FIG. 3 is an alternative circuit configuration showing the use of the invention.
A preferred embodiment of the invention is shown in the drawing in FIG. 1. The input alternating-current power is coupled to a pair of input isolation capacitors CI1 and CI2 via a pair of alternating current input terminal 14 and 15. The output side of the isolation capacitors are coupled to a standard full-wave rectifier bridge comprising diodes D3-D6 via input terminals 16 and 17. The pulsating direct current from output terminals 18 and 19 from the full-wave rectifier bridge can be filtered by a low-pass filter comprised of Rf and Cf to produce a filtered pulsating direct-current voltage at the output Vo, which can be typically coupled to a regulator or directly to a load.
The input isolation capacitors CI1 and CI2 are polarized, i.e., direct-current type. For proper operation, the capacitors must operate so that their anode voltage--the voltage on the alternating-current input side in FIG. 1--never becomes negative with respect to the cathode voltage--the voltage on the full-wave rectifier side in FIG. 1. Since the input voltage is alternating between a positive and a negative peak value, the voltage across the input isolation capacitors would normally reverse, making it impossible to use polarized capacitors.
To prevent the voltage polarity reversal across the input isolation capacitors, the diodes D1 and D2 are added to the circuit. The effect of the addition of the diodes is to raise the input voltage at the anodes of the input isolation capacitors above ground on the negative peak as shown in FIG. 2. The diodes D1 and D2 actually conduct only at start-up time and in the presence of transients.
FIG. 2 shows the voltage across either CI1 or CI2 with respect to time. As the input voltage becomes negative to one of the input isolation capacitors CI1 or CI2, the associated diodes D1 or D2 conducts, causing the anode of the connected input isolation capacitor to be referenced to the ground or zero potential of the cathode side of the input isolation capacitors. That is, the diodes return live current around the input isolation capacitors when the voltage across the capacitors reaches a value of zero.
The diodes D1 and D2 can be coupled in an opposite sense to the positive output line and the polarity of the input isolation capacitors reversed. In such a configuration, shown in FIG. 3, the input side of the capacitors, now the cathode remain negative with respect to the output (anode) side.
While the invention has been particularly shown and described with reference to a preferred embodiment thereof, it will be understood by those skilled in the art that the foregoing and other changes in form and details may be made therein without departing from the spirit and scope of the invention.
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|SU180243A1 *||Title not available|
|SU584303A1 *||Title not available|
|SU775843A1 *||Title not available|
|1||*||IBM Technical Disclosure Bulletin, "Transformerless Phase Controlled DC Supply," J. Saia, Mar. 1971,pp. 3179-3180.|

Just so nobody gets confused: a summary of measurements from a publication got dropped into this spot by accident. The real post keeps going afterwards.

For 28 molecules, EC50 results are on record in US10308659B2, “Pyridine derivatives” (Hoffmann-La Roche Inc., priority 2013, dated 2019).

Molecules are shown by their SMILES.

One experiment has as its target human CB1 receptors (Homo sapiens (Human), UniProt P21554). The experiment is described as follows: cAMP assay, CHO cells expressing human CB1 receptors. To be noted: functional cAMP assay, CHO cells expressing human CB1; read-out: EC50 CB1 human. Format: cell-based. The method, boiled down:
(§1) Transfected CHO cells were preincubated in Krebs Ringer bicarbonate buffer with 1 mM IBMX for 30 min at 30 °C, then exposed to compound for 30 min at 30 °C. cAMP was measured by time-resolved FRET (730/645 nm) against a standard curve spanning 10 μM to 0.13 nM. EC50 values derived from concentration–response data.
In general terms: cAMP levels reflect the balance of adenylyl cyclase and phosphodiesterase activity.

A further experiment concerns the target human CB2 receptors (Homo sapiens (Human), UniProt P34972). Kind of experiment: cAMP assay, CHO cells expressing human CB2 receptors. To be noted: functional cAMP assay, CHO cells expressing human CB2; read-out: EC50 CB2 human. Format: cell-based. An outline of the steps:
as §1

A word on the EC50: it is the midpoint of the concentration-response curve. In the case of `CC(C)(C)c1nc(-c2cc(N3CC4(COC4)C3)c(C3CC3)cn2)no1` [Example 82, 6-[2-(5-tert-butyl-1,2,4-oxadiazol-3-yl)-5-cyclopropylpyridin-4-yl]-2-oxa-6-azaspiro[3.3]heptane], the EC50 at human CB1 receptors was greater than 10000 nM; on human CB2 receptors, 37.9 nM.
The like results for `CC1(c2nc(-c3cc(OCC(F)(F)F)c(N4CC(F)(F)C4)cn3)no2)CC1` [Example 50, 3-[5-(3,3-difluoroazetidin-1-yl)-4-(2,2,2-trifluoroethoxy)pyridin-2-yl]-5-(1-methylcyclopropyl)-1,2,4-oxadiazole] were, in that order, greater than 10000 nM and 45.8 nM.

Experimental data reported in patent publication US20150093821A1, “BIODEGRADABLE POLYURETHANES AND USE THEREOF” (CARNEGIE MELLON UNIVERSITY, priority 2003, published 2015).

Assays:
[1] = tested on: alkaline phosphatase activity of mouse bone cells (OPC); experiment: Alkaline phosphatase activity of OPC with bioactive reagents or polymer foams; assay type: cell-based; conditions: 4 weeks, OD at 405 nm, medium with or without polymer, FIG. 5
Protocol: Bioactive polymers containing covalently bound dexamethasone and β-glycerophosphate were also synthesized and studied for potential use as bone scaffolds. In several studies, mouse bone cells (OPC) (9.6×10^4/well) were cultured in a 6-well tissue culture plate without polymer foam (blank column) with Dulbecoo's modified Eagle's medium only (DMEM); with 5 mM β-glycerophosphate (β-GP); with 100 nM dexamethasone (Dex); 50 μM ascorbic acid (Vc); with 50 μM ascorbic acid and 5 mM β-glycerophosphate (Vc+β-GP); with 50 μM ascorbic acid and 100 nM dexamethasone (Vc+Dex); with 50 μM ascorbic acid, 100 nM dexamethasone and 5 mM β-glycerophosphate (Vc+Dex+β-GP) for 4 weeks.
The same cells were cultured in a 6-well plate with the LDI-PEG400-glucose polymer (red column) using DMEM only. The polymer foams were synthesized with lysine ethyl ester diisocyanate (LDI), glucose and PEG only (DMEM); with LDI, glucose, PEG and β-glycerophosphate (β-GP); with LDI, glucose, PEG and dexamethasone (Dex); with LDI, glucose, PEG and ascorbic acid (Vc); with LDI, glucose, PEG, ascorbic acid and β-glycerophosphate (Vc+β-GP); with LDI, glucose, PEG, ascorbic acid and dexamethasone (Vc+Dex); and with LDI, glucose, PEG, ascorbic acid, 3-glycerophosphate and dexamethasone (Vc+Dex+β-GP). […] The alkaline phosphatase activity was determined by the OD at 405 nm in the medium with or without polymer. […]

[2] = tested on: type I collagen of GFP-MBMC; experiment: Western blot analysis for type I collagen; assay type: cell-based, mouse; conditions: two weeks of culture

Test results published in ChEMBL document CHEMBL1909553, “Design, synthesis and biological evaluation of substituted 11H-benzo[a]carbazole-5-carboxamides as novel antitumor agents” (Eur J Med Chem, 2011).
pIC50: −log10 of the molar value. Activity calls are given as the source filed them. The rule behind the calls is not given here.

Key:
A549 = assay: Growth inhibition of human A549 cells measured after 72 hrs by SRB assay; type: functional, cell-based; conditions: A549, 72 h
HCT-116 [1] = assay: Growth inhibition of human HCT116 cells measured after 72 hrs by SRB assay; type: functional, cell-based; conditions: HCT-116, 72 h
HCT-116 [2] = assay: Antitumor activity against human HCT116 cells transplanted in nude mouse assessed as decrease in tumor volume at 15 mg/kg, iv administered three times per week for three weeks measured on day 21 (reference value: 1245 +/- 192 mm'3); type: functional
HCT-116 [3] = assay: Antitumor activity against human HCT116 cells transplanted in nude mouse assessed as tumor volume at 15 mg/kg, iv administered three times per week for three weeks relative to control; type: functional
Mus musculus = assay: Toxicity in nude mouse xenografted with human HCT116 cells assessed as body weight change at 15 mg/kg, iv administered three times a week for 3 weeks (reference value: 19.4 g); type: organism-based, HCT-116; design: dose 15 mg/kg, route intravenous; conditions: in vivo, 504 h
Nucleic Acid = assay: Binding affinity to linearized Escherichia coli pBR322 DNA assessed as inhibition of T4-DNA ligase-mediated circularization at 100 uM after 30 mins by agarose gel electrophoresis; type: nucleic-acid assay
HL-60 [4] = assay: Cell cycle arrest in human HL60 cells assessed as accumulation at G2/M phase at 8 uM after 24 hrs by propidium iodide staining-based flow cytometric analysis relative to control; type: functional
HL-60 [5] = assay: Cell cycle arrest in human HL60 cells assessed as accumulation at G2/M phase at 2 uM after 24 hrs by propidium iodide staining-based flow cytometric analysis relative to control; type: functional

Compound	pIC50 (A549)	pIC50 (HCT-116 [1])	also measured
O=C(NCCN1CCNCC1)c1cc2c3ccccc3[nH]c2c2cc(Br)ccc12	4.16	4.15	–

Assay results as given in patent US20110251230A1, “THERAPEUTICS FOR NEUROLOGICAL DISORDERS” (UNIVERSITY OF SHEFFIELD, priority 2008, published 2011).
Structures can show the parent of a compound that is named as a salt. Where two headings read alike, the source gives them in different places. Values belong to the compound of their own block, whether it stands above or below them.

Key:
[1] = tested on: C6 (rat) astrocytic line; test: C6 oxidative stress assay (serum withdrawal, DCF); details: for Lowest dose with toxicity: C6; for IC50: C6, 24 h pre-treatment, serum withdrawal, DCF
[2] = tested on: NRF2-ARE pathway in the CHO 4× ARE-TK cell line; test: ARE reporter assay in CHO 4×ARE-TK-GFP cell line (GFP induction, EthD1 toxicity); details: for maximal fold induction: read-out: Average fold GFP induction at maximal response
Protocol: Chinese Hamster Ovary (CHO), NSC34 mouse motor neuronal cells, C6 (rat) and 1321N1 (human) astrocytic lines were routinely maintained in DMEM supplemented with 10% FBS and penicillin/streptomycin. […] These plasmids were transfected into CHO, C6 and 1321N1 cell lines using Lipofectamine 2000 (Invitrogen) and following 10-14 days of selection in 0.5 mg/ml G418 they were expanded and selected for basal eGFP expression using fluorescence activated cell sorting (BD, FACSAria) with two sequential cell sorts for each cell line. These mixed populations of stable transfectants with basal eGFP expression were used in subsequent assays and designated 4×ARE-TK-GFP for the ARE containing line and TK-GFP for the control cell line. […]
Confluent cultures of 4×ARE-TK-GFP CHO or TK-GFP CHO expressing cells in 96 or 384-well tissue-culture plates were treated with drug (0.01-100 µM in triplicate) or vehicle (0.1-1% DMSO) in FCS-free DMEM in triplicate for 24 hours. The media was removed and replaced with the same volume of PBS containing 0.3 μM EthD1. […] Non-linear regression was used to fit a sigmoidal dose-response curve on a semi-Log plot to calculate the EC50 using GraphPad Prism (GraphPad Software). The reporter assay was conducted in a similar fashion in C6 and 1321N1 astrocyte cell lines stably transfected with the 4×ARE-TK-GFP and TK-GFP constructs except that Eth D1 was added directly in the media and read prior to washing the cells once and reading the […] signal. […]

|2||*||Practical Electronics, vol. 11, No. 11, pp. 914-916, Nov. 1975.|
|Citing Patent||Filing date||Publication date||Applicant||Title|
|US4801887 *||Apr 7, 1987||Jan 31, 1989||U.S. Philips Corp.||Circuit arrangement for generating a direct voltage from a sinusoidal input voltage|
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|US9456257 *||Sep 8, 2014||Sep 27, 2016||Texas Instruments Incorporated||Device for transferring power from a first circuit to a second circuit|
|US20040183503 *||Oct 3, 2003||Sep 23, 2004||Duff William B.||Method and circuit for using polarized device in AC applications|
|US20050194939 *||May 4, 2005||Sep 8, 2005||Duff William B.Jr.||Method and circuit for using polarized device in AC applications|
|US20060092588 *||Oct 28, 2004||May 4, 2006||Realmuto Richard A||Multiple bi-directional input/output power control system|
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|US20120056603 *||Nov 9, 2011||Mar 8, 2012||Toyo Electric Mfg. Co., Ltd.||Main circuit of electric power generating apparatus for dispersed power supply|
|US20150070949 *||Sep 8, 2014||Mar 12, 2015||Texas Instruments Incorporated||Device for transfering power from a first circuit to a second circuit|
|EP0601833A2 *||Dec 7, 1993||Jun 15, 1994||Hughes Aircraft Company||Improvement to capacitive coupled power supplies|
|EP0601833A3 *||Dec 7, 1993||Jan 24, 1996||Hughes Aircraft Co||Improvement to capacitive coupled power supplies.|
|WO1991018441A1 *||May 22, 1990||Nov 28, 1991||Square D Company||A power supply|
|U.S. Classification||363/126, 363/53|
|International Classification||H02M7/06, H02M7/10|
|Jan 12, 1982||AS||Assignment|
Owner name: INTERNATIONAL BUSINESS MACHINES CORPORATION; ARMON
Free format text: ASSIGNMENT OF ASSIGNORS INTEREST.;ASSIGNORS:CAMBIER, CRAIG S.;TRUBELL, LAWRENCE P.;REEL/FRAME:003982/0277
Effective date: 19820104
|Feb 9, 1987||FPAY||Fee payment|
Year of fee payment: 4
|Feb 11, 1991||FPAY||Fee payment|
Year of fee payment: 8
|Jan 20, 1995||FPAY||Fee payment|
Year of fee payment: 12